By Sarahi Garcia Martinez
“I must clarify, this has been the experience in Mexico” I kept repeating such statement during my intervention at the International Conference on Restorative Justice for Juveniles in Conflict with the Law in La Paz, Bolivia. Our current statutes on juvenile justice can be seen as progressive and inline with international law context. In my effort to be respectful to Bolivia’s unique timeline in implementing an efficient juvenile justice system, I realized that we had similarities in our experiences. It is undeniable that Mexico shares an inheritance of the American delinquency system with other Latin American Countries. This early XIX century approach endowed the State with a pater familiae character towards the juvenile justice system. Lasting more than three decades, the juvenile justice of the time considered youth as incomplete beings, unable to make rational decisions. Such a paradigm clearly became unsustainable. The main lesson from this judicial experience was that youth are not incomplete beings, rather they are in a stage of development. It taught us that it is unsustainable for the State to take on that role and that a different protection system lead by other institutions should take an aiding role to justice. Most importantly, I believe it taught the Mexican State the important role that human dignity should take in the juvenile justice system.
Almost all forums that I have attended to on the subject of juvenile justice have for the most part been focused on technical efficiencies of the judicial process, such as youth services, community services, among others.
During my intervention at the International Conference, I was able to identify a common feeling among other colleagues. Those who have been fighting for a human rights protection system, and those of us who joined such fight in recent years, have identified a common threat – a “neo” overprotective delinquency system. Such a paradigm could easily infiltrate human rights oriented justice systems due to the lack of institutional support of the new juvenile justice model. It is clear that the government cannot return to take a role of an overprotective father, but rather it needs to collaborate alongside other actors who can aid the juvenile justice system appropriately.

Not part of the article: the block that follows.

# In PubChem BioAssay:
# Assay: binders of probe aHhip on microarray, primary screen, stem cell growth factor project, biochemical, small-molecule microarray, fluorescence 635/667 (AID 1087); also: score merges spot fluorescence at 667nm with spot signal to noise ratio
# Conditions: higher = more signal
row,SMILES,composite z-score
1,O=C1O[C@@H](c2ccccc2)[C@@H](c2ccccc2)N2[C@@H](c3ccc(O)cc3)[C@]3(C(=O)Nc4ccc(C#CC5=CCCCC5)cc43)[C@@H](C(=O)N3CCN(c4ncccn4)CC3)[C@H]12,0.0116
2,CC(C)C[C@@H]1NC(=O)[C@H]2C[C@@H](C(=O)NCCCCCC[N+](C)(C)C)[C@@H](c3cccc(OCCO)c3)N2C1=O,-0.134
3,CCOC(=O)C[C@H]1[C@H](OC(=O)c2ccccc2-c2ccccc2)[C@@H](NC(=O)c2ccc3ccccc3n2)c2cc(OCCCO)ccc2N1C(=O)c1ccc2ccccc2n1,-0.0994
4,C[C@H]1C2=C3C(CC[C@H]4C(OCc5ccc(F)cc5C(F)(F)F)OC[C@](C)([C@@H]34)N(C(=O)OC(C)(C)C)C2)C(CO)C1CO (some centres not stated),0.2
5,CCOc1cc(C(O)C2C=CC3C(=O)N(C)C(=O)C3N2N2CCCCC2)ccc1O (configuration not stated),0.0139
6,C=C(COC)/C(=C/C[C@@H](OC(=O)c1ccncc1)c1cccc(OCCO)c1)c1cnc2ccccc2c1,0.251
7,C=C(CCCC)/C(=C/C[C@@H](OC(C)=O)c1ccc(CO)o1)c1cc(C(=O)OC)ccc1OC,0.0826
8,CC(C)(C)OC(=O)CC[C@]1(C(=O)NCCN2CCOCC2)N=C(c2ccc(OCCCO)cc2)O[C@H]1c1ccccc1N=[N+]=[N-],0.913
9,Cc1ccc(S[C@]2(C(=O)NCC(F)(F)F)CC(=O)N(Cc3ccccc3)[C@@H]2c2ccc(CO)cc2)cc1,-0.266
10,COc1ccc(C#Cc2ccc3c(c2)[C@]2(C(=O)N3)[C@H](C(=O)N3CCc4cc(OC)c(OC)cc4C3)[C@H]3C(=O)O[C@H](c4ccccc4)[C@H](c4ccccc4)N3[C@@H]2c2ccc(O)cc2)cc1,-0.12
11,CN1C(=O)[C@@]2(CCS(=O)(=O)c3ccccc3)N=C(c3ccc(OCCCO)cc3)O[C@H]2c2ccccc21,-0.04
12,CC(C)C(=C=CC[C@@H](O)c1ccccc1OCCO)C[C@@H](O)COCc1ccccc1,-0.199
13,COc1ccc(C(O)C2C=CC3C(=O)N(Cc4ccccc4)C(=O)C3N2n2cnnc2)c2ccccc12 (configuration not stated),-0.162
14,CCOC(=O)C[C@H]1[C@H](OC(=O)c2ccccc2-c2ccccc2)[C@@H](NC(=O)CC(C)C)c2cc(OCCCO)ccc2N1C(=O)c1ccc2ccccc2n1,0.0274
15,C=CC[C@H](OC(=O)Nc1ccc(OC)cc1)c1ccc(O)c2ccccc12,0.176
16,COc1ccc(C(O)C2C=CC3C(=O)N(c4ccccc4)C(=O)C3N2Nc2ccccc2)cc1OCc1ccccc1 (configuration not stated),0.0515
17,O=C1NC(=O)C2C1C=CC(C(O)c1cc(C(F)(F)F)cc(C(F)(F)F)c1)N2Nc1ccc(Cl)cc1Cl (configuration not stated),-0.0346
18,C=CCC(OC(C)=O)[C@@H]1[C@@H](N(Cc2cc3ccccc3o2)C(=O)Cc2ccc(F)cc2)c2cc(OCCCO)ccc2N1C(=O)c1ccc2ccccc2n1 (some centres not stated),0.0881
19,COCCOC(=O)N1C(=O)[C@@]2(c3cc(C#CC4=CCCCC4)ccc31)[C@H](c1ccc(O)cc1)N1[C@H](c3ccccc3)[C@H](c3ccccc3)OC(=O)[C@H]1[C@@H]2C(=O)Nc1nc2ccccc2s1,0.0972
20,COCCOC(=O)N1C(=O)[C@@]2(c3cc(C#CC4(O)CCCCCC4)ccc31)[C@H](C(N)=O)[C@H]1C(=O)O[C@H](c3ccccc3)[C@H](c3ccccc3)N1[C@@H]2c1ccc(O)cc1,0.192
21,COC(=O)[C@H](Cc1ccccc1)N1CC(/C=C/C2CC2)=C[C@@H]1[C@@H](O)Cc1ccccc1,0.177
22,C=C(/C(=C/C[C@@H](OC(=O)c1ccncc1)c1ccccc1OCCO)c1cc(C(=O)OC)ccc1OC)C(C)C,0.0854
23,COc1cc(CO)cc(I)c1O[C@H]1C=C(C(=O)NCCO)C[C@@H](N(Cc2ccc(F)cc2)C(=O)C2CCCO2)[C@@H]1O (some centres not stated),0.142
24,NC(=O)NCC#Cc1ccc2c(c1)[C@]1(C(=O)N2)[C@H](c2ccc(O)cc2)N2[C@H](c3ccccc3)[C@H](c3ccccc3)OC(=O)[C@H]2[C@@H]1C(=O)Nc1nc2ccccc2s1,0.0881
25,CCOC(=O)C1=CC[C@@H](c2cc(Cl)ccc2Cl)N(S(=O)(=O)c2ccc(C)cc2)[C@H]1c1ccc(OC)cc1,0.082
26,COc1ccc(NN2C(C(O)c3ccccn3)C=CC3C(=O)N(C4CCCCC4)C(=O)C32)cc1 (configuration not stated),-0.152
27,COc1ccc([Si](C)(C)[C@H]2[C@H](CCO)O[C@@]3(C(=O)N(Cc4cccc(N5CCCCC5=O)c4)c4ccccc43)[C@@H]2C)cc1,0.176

Society expects safer communities. It demands justice. A justice system can provide the former, but the latter must result from a wider public policy effort. For example, we cannot put aside the importance of prevention, nor can we ignore the consequences of an adolescent being part of an inefficient justice system.
Dangerously, this can occur when the justice system has to take on the task of providing all the guarantees and protections to kids. A clear example is adolescents in conflict with the law with substance use problems. There must be intervening agencies that are part of a protection system that supports the justice system for adolescents during the judicial process when the presumption of innocence is present.
During the International Congress, I was able to find the hope of having diverse agencies and organizations joining the process of restitution of the rights of teenagers. With certainty, I strongly believe that a similar process can happen in Mexico. System operators have already realized the value of civil society involvement and the co-responsibility of other government agencies.
Events like the International Congress in Bolivia reminds us how important cross-border collaboration is. I extend my thanks for the opportunity to be part of such an important forum.